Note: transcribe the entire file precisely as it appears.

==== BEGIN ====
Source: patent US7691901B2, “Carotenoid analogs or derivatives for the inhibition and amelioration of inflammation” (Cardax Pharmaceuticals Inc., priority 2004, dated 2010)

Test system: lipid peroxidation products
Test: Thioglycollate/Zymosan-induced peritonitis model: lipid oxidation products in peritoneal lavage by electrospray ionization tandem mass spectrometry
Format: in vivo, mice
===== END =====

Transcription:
Source: patent US7691901B2, “Carotenoid analogs or derivatives for the inhibition and amelioration of inflammation” (Cardax Pharmaceuticals Inc., priority 2004, dated 2010)

Test system: lipid peroxidation products
Test: Thioglycollate/Zymosan-induced peritonitis model: lipid oxidation products in peritoneal lavage by electrospray ionization tandem mass spectrometry
Format: in vivo, mice